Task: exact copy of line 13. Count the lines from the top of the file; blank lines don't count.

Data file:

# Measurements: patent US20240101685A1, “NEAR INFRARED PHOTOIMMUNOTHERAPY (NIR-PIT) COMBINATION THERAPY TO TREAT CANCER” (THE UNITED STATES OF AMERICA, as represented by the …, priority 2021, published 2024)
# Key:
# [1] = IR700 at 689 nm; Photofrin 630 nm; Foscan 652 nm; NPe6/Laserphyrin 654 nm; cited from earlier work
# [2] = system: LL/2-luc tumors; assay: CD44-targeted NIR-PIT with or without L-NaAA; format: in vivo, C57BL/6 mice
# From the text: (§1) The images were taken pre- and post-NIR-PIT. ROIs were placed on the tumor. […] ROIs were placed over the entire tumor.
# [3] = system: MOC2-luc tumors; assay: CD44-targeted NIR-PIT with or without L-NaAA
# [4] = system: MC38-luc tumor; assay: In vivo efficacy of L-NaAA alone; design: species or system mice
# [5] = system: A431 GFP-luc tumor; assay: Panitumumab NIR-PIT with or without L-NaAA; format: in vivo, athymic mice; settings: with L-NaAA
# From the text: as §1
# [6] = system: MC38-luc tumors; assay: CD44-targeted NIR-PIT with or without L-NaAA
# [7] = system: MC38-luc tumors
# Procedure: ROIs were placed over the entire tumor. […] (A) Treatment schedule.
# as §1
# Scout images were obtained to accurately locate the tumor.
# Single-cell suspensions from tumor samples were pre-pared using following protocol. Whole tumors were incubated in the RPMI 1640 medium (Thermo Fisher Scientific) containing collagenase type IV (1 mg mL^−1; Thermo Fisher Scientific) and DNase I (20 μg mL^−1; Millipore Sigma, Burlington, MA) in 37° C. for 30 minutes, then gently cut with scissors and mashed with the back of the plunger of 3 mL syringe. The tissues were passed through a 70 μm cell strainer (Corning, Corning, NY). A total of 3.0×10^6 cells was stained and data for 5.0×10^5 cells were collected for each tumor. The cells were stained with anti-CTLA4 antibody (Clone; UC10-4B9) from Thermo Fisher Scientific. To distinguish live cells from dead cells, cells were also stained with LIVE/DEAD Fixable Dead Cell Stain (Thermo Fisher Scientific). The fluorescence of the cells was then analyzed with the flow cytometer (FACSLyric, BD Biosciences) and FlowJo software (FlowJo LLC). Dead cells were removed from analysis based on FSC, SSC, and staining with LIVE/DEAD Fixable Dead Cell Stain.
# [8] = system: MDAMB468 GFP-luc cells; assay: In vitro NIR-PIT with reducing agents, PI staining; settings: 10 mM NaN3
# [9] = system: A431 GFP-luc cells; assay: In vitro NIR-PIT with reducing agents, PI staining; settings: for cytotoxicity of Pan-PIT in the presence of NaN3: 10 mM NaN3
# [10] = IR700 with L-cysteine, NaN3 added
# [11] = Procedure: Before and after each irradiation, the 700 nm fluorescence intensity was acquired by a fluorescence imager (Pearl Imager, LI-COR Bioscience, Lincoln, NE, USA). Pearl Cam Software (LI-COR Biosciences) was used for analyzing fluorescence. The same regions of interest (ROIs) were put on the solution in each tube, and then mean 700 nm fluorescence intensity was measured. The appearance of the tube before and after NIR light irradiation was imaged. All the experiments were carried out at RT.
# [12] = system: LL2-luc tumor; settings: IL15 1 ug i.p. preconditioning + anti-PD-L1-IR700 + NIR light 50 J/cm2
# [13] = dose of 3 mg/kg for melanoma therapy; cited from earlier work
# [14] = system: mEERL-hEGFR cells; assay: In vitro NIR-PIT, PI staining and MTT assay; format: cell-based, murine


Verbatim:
# as §1